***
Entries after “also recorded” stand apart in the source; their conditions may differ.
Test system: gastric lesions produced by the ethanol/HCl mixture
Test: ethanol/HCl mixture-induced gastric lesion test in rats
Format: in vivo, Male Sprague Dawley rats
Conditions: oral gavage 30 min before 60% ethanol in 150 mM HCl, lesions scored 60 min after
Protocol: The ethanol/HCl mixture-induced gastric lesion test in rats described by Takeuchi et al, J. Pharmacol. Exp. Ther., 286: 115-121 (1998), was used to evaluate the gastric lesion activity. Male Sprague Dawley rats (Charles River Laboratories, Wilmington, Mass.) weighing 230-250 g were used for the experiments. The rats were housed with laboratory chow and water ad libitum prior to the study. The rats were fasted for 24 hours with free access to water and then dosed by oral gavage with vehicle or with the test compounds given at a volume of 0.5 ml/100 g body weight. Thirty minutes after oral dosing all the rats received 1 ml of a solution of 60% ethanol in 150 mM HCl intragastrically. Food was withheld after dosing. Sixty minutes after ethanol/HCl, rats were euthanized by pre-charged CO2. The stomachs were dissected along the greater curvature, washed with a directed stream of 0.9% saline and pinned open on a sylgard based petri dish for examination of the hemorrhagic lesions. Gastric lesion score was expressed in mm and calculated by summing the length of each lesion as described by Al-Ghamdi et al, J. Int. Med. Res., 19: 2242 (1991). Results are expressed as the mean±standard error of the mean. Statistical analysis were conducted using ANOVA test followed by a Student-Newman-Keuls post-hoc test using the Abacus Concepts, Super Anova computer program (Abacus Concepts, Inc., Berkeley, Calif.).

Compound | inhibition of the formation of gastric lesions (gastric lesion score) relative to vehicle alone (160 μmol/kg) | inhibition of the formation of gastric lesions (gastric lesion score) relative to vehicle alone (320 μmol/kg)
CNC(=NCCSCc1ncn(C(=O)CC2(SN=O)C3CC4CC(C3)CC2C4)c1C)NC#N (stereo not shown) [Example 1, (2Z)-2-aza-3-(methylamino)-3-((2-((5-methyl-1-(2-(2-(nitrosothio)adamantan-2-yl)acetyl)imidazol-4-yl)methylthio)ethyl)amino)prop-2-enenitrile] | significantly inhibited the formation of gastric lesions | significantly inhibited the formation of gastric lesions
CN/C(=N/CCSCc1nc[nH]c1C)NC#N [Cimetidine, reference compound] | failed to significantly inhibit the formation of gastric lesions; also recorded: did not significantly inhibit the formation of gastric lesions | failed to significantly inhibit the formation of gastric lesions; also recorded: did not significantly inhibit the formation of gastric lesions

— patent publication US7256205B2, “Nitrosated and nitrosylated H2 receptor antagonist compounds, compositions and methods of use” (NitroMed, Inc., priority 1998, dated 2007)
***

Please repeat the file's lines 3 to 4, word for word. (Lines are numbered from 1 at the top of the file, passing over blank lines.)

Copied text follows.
Test: ethanol/HCl mixture-induced gastric lesion test in rats
Format: in vivo, Male Sprague Dawley rats